Lvalues, rvalues and references

Update. Having read this reply by Daniel Krügler and this comment by Howard Hinnant, I realized that my post was missing some important information. I now cleared it up. The changes have been highlighted with the blueish color.

If you google it up, the question “what is an lvalue” is asked fairly often. Short answers that are typically given are “lvalue can appear on the left-hand side of the assignment” or “lvalues represent objects, rvalues represent values.” They are not very precise or correct. If you are not satisfied with these, the full and meaningful answer is difficult; primarily, because the names are confusing. Also to add to the confusion, in C++11 we now have more terms: xvalue, glvalue, prvalue. In this post I will try to describe some of these lvalue-related concepts and show that they make sense and are fairly easy to understand, if we take note of some things.

Knowing what lvalues are didn’t use to be any critical knowledge. You can successfully write good programs, use lvalues, and not even know that you are using them. This is less so now with rvalue references. In order to be able to use techniques like move constructor you need to be able to correctly tell lvalues from rvalues.

First thing to note is that lvalues and rvalues, counter to what their names suggest, are not properties of values — they are properties of expressions. In other words, every single expression in the program is either an lvalue or an rvalue. This is a static property of the expression, that can be asserted during compilation.

Let’s look at some code:

unsigned int size( Node & node ) {
  return node.is_empty() ? 0 : 1 + size( node.left() ) + size( node.right() );

How many expressions can you see? One full expression in return statement and a lot of sub-expressions: all of them can be categorized as an lvalue or an rvalue. node is an lvalue. Every name (of an object or of a reference) is an lvalue. node.is_empty() most probably returns a temporary of type bool. All expressions that return temporaries are rvalues. Expression node.left() most probably returns an lvalue reference to another node. Any expression that returns an lvalue reference is an lvalue.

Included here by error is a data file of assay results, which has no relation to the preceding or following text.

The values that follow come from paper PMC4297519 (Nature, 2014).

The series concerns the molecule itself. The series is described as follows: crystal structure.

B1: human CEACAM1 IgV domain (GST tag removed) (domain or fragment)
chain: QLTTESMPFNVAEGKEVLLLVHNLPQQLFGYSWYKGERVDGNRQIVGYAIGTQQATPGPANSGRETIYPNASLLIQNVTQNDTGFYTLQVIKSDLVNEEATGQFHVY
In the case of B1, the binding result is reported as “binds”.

But what is an “lvalue reference”? In C++11 we have two kinds of references. The one that we used to call just “reference” in C++03 is now called an lvalue reference. In the above example function parameter node is an lvalue reference to type Node.

Ok, those are just examples, but is there a simple, comprehensive and intuitive definition of an lvalue? The answer is ‘no’. The C++ standard does provide a comprehensive definition, but it is far from simple. For instance, different rules apply for expressions denoting objects than for expressions denoting functions. Yet, it should not stop us from observing some useful properties of the discrimination to lvalues and rvalues.

3 kinds of references

Technically there are two kinds of references in C++, but for the purpose of this post we will consider an lvalue reference to const a third kind of reference. It is so special, that it deserves this special treatment.

An lvalue reference (to non-const type) is a reference that can be initialized with an lvalue. Well, only with those lvalues that do not render const or volatile types. An rvalue reference (to non-const type) is a reference that can be initialized with an rvalue (again, only with those rvalues that do not designate const or volatile types). An lvalue reference to const type is a reference that can be initialized with rvalues and lvalues alike (rendering constant and non-constant types).

Thus, by selecting from the choice of three reference kinds, you can choose which expressions to pick. This is very useful when you define function overloads that differ only by reference type:

void fun( T & obj );  // pick lvalues
void fun( T && obj ); // pick rvalues

Now you can make your function fun behave slightly (or entirely) different for lvalues and for rvalues. Why would you do that? This is where the practical aspects of the division of expressions to lvalues and rvalues come into play. Rvalues denote temporaries or objects that want to look like a temporary. What is so particular about temporaries, is the fact that they will be used in a very limited way: their value will be read once, and they will be destroyed. This is a very useful observation in implementing move semantics. Since the temporary will not be inspected after its value is read, we can cheat while reading, and steal its resources. But there is a limit to that theft: the destructor will be called for such temporary, so we must leave it in the state where destructor can be safely called without causing any problems such as releasing the resources that were stolen and now owned by another object. The typical usage for move semantics is to have two function overloads: